A pulse oximeter is a medical device which fundamentally measures the arterial oxygen saturation of haemoglobin (Hb) of a patient, with a probe attached to his/her body where the blood flow is excellent for more concise results. The ideal spots are finger, toe or ear lobe which is then linked to a computerized unit. This method of measuring oxygen in blood is known as Pulse Oximetry.
How Does A Pulse Oximeter Work?
A pulse oximeter uses red and infrared light to detect oxygen in the patient’s blood stream. Infrared light would be absorbed more by hemoglobin which carries the oxygen, but red light will be allowed to pass through. On the other hand, red light would be absorbed more by hemoglobin without much oxygen but infrared light will be allowed to pass through. Once the information are gathered and transmitted to the machine or device, the ratios of red to infrared light are calculated and compared to a model table to determine the results. A good reading usually ranges between 90 to 100 saturation.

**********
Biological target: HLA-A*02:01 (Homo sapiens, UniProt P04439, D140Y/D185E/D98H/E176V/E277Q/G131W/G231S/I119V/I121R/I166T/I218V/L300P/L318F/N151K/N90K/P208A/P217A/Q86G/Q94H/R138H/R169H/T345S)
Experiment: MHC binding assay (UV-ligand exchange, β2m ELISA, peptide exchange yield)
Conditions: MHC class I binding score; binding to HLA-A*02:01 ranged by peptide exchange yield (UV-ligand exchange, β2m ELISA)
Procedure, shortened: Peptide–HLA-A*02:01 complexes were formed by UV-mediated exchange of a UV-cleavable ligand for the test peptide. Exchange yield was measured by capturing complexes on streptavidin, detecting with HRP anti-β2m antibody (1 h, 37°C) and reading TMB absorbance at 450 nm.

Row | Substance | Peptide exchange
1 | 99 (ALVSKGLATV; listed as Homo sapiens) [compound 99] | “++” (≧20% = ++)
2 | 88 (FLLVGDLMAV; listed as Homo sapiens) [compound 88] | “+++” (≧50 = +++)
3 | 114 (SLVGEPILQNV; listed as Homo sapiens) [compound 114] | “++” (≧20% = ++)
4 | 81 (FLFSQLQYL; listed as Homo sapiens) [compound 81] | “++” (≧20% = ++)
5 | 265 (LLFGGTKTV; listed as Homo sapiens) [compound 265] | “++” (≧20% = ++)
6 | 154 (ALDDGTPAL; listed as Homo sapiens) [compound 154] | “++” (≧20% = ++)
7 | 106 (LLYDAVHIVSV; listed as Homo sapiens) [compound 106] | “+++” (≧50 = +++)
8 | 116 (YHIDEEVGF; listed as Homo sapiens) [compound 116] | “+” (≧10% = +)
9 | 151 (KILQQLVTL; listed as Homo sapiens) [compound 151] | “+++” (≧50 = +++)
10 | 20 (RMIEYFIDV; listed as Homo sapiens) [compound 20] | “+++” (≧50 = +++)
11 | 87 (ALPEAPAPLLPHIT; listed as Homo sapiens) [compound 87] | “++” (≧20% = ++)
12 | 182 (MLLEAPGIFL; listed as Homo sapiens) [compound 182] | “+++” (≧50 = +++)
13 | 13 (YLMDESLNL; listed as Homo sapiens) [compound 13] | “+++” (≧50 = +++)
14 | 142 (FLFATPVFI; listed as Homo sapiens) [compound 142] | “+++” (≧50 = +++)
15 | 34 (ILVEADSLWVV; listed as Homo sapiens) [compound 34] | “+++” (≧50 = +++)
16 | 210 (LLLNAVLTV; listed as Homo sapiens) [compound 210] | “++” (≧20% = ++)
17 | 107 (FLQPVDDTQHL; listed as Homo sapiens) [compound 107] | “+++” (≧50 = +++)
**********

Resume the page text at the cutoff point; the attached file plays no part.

Conventional And Newer Generation Of Pulse Oximeters
Conventional pulse oximeters have some disadvantages. Whenever there are movements or poor blood circulation, the accuracy of the readings will be affected. As a result, it makes it very difficult to make medical decisions. To overcome this, an additional arterial blood gas test is usually required to validate pulse oximeter readings. “Newer Generation” of pulse oximeters on the market have significantly improved the ability to read through motion and low perfusion issues.
My next article will explain more in details on how to choose a pulse oximeter.